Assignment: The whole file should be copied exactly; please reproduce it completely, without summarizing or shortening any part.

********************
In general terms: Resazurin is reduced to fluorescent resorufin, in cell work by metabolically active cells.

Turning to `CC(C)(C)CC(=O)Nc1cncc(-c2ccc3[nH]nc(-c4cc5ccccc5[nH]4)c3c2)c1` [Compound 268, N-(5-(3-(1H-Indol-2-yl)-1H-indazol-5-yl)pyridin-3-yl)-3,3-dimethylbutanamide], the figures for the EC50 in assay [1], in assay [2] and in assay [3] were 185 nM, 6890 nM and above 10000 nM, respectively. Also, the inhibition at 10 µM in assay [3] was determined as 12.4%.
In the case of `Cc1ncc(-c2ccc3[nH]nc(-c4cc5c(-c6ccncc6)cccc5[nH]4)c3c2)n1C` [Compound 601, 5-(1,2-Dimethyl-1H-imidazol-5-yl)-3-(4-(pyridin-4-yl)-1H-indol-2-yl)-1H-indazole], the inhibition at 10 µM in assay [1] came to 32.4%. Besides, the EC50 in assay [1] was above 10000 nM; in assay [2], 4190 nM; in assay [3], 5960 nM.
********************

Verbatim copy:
In general terms: Resazurin is reduced to fluorescent resorufin, in cell work by metabolically active cells.

Turning to `CC(C)(C)CC(=O)Nc1cncc(-c2ccc3[nH]nc(-c4cc5ccccc5[nH]4)c3c2)c1` [Compound 268, N-(5-(3-(1H-Indol-2-yl)-1H-indazol-5-yl)pyridin-3-yl)-3,3-dimethylbutanamide], the figures for the EC50 in assay [1], in assay [2] and in assay [3] were 185 nM, 6890 nM and above 10000 nM, respectively. Also, the inhibition at 10 µM in assay [3] was determined as 12.4%.
In the case of `Cc1ncc(-c2ccc3[nH]nc(-c4cc5c(-c6ccncc6)cccc5[nH]4)c3c2)n1C` [Compound 601, 5-(1,2-Dimethyl-1H-imidazol-5-yl)-3-(4-(pyridin-4-yl)-1H-indol-2-yl)-1H-indazole], the inhibition at 10 µM in assay [1] came to 32.4%. Besides, the EC50 in assay [1] was above 10000 nM; in assay [2], 4190 nM; in assay [3], 5960 nM.